In the past, he could afford to go out to eat once in a while, says David Falk.

"Now I'm considering whether I wouldn't rather heat instead.

Or when I make food, whether I pre-cook it for several days.” He often turns off the heating completely at night and tries to be at the university as long as possible during the day, “where it might be a bit warmer”.

At the moment it's working quite well, but he wonders what will happen if the temperatures continue to drop.

"Things might get worse."

Kim Maurus


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The twenty-three-year-old is in his seventh semester studying industrial engineering at the Technical University (TU) Darmstadt.

Times are not only difficult for him personally, his university is also in dire straits.

Together with his twin brother, he came to the protest of the students and employees of the university on Thursday.

It's 1 p.m., the demonstrators have just arrived at Luisenplatz in the city center.

They brought posters, whistles, loud music.

They shout "We want to study without freezing" and "Hessen, move out the coal, otherwise the lights will go out here".

The police speak of around 1000, the organizers of 1500 participants.

A comprehensive set of problems

Trade unions, student councils and student associations have joined forces for the protest action under the motto "Preventing TUtalausfall".

"The energy price crisis is having a particular impact on universities that have energy-intensive equipment," says Verdi representative Gabriel Nyc.

This also includes the TU, and it is already clear: the university's particle accelerator will be out of operation for two months longer than usual in winter for cost reasons.

The demonstrators do not have a central demand, they see a whole range of problems: the cost of living is too high, student loans are too low and wages are too low, the often temporary contracts in academic work and last but not least the concern that the university could return to online teaching to save energy.

A few days ago, the University of Koblenz announced that it would discontinue normal teaching from the beginning of December to mid-January, and all events should take place digitally.

For the students of the TU Darmstadt, Koblenz is a deterrent.

Regardless of the subject: Nobody likes to remember digital lectures.

"We don't want online teaching," says architecture student Katharina Hoff.

"But it's also about more, about people being properly employed, that we can study under fair conditions." The state government "once again" completely forgot about the universities.

The keyword "20 million euros" is mentioned again and again among the students.

According to the university, there is a risk of a budget deficit of this magnitude.

Who should pay for this?

"We simply need money from the state," Hoff summarizes the demonstrators' point of view.

According to the 25-year-old student, one notices particularly

how closely the various demands made of the university and the state government are related: the university's energy-saving measures had a direct impact on the quality of your studies.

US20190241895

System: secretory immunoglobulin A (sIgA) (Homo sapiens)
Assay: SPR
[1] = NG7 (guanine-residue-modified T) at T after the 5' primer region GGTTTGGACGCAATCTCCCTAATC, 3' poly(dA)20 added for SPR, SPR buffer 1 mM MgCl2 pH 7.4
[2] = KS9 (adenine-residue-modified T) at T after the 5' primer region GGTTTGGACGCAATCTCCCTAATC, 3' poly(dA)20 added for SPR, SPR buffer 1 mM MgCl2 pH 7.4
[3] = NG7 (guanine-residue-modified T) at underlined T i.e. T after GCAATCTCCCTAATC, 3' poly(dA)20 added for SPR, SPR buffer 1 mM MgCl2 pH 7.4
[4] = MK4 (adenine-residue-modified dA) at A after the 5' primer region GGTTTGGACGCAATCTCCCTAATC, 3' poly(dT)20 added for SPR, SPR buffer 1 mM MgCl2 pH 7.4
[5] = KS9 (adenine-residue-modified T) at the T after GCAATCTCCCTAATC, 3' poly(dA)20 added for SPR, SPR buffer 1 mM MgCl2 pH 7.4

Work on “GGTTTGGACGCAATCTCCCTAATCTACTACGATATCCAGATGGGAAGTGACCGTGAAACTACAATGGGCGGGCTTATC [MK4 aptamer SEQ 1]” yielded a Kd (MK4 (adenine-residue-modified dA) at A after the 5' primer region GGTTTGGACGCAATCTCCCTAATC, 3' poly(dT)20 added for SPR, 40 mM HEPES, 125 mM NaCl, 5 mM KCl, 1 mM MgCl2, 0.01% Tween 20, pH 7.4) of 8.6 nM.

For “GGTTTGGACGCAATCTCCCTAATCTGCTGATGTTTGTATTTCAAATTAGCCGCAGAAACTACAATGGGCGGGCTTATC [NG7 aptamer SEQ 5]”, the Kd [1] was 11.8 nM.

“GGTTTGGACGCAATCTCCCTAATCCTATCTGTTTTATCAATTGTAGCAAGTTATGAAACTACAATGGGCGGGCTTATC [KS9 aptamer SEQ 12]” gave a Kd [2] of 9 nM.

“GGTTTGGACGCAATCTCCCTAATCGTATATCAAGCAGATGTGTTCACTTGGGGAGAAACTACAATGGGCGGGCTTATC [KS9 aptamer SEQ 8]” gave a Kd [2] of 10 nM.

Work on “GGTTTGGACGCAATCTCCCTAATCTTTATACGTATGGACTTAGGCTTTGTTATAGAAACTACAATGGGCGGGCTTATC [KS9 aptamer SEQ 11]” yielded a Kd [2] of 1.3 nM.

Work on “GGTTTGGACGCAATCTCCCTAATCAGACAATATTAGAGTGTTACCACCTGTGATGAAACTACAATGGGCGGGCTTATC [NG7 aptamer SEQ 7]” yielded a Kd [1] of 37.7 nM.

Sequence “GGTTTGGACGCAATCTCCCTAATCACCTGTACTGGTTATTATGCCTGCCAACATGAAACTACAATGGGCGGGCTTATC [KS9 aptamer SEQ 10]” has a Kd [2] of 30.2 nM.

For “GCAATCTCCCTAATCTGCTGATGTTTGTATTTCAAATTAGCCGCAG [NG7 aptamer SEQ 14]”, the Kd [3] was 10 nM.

"It's very cold," she says.

The heating runs at 19 degrees during the day until 5 p.m., after which it is turned off.

However, the architecture students often worked at night.

Because some buildings are made of concrete and are listed buildings, they really cool down.

Student jobs are the first to be eliminated

According to the students, it is also currently being discussed whether the use of some workplaces in the university could be restricted.

"That would mean: We no longer have space to work," says Hoff.

Her fellow student Eric Schaab adds: “We need person-to-person exchange.” The computer programs that you need to study in the subject cannot be easily downloaded at home either.

Mathematics students are worried too.

Marek Greulich is studying in the first semester and says that the practice groups and consultation hours are essential in order to get through the course at all.

But they are often led by students from higher semesters.

These are jobs that could be eliminated first when it comes to saving costs.

Carl Mundfrom is already doing his master's degree in mathematics and would like more energy subsidies for the university.

"The university has its own combined heat and power plant," he says, and gets most of its energy from it.

The gas price brake is of no use to her.

“I had fixed-term contracts for ten years”

Long-time employees of the university are also protesting.

"I had fixed-term contracts for ten years and am now glad that I have a permanent one," says a 55-year-old employee in the electrical engineering department, who wishes to remain anonymous.

"There are enough colleagues who don't have that." The cuts would come, that was unavoidable.

This means a greater burden for her working group.

Klaus Hofmann, Professor of Electrical Engineering, also sees the problem.

"We need adequate funding for our basic teaching and research." Savings cannot be carried out on the backs of the students.

After the event, trade unionist NYC is satisfied.

"It was a complete success," he says.

At the beginning he had expected only about 500 participants.

Now he is curious to see what effect the action will have.

"The exciting part is just beginning."